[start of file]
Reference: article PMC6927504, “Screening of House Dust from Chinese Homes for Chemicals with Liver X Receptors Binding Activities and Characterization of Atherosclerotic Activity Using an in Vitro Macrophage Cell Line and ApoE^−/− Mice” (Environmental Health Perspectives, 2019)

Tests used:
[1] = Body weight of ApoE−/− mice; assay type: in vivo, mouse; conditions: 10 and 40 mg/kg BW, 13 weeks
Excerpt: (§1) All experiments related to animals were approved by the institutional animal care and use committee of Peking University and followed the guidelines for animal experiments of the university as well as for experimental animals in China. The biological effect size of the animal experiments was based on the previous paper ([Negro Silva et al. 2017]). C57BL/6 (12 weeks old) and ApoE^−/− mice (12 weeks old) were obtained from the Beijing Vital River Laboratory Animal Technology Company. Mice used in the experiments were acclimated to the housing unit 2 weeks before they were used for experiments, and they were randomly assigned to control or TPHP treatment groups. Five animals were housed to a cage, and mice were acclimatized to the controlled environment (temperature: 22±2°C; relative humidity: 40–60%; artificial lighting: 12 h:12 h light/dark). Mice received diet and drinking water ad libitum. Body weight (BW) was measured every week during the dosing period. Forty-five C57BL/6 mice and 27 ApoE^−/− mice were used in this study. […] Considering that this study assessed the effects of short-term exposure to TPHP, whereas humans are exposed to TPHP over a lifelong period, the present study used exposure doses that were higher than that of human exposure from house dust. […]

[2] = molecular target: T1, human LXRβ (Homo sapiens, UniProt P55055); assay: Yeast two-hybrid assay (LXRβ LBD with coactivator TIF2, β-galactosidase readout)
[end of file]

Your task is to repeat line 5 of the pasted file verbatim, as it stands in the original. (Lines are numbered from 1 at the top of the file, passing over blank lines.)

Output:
[2] = molecular target: T1, human LXRβ (Homo sapiens, UniProt P55055); assay: Yeast two-hybrid assay (LXRβ LBD with coactivator TIF2, β-galactosidase readout)